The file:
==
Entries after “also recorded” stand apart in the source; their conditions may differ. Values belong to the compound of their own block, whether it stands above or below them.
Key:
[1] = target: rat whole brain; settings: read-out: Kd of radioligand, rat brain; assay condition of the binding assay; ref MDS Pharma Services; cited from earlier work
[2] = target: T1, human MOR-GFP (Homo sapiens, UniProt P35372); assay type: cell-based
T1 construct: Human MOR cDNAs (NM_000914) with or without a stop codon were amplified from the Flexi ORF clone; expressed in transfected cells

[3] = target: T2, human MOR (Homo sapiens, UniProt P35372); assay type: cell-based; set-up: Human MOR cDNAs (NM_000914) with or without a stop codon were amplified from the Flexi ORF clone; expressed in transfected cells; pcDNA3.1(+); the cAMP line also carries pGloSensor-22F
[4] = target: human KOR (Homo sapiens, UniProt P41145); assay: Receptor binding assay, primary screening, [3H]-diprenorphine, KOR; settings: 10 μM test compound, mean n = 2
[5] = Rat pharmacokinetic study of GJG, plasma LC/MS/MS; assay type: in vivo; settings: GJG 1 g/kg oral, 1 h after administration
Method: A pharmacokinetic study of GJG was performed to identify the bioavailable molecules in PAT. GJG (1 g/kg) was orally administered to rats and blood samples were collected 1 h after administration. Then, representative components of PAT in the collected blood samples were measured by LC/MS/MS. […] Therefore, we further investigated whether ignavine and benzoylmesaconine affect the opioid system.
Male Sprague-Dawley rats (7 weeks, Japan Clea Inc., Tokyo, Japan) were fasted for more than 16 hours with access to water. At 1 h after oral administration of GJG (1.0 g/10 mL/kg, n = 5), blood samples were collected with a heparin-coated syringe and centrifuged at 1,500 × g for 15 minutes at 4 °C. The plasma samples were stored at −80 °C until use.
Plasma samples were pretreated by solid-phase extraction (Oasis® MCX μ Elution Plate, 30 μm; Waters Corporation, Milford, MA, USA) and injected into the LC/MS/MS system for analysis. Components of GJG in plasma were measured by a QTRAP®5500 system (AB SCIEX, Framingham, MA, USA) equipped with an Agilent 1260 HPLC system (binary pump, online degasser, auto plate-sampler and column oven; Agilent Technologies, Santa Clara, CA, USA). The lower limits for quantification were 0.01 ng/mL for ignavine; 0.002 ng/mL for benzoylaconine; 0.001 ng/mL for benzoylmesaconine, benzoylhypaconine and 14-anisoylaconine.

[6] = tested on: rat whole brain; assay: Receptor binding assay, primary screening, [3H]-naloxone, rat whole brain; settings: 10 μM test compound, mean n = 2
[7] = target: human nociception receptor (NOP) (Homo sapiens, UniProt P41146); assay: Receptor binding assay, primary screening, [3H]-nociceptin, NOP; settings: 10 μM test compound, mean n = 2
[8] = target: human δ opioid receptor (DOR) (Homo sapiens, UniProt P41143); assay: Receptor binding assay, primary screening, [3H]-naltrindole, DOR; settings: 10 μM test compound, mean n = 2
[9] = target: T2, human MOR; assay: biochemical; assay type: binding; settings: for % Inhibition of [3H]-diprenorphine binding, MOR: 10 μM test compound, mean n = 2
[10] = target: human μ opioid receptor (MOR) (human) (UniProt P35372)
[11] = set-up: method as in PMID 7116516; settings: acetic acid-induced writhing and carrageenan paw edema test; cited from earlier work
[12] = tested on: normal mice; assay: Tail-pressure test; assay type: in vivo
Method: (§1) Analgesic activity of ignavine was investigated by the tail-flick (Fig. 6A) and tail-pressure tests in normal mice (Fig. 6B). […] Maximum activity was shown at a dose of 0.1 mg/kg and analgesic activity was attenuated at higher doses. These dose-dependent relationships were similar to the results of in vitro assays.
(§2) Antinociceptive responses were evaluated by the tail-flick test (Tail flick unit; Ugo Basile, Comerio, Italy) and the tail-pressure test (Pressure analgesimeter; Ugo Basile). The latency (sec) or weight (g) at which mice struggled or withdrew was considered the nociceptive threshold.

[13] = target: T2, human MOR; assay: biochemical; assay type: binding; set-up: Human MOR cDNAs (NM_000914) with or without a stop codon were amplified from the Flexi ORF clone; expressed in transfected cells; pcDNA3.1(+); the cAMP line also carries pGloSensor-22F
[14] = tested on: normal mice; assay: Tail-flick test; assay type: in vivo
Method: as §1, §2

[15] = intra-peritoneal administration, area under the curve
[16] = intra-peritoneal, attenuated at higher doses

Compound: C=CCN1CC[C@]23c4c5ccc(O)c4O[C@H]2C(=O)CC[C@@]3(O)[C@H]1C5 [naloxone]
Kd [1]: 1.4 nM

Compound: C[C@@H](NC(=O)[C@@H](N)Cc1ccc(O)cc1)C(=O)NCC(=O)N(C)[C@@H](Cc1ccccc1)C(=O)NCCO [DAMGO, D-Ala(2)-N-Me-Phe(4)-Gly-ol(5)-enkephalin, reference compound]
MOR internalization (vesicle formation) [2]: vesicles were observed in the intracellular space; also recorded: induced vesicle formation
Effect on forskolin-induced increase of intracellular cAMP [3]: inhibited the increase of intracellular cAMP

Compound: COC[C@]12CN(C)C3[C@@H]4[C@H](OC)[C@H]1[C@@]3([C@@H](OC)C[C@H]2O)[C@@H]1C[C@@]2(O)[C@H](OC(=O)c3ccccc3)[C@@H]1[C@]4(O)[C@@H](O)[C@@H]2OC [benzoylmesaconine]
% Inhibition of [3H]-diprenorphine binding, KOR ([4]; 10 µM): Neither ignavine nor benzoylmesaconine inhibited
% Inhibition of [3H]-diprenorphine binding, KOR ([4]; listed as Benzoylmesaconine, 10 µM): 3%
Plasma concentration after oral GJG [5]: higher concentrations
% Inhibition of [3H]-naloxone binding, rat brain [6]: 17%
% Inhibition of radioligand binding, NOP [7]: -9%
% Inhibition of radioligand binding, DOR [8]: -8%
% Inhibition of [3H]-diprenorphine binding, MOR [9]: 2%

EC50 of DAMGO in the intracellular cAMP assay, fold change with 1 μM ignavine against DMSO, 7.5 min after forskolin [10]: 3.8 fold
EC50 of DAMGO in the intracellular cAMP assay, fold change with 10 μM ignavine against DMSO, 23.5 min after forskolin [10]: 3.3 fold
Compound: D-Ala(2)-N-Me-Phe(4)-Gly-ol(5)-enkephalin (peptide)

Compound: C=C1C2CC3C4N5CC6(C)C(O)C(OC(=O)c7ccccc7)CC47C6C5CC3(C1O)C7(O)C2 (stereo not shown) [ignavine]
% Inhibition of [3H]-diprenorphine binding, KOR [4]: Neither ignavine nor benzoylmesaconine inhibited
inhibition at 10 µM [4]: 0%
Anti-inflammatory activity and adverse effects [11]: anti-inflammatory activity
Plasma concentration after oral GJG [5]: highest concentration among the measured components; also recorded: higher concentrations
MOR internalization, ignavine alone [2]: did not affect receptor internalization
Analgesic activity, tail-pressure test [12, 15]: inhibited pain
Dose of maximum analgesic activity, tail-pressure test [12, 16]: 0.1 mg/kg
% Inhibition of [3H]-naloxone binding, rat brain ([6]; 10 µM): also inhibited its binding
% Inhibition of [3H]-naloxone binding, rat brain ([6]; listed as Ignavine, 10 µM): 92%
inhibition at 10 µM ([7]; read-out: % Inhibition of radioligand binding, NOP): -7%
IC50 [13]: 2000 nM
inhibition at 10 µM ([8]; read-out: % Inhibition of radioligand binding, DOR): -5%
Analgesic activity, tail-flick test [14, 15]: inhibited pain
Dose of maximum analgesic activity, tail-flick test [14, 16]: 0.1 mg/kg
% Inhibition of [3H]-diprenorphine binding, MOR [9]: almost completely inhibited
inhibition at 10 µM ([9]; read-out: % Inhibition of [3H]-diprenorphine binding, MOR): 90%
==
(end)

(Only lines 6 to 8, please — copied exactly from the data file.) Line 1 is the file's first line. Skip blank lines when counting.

[3] = target: T2, human MOR (Homo sapiens, UniProt P35372); assay type: cell-based; set-up: Human MOR cDNAs (NM_000914) with or without a stop codon were amplified from the Flexi ORF clone; expressed in transfected cells; pcDNA3.1(+); the cAMP line also carries pGloSensor-22F
[4] = target: human KOR (Homo sapiens, UniProt P41145); assay: Receptor binding assay, primary screening, [3H]-diprenorphine, KOR; settings: 10 μM test compound, mean n = 2
[5] = Rat pharmacokinetic study of GJG, plasma LC/MS/MS; assay type: in vivo; settings: GJG 1 g/kg oral, 1 h after administration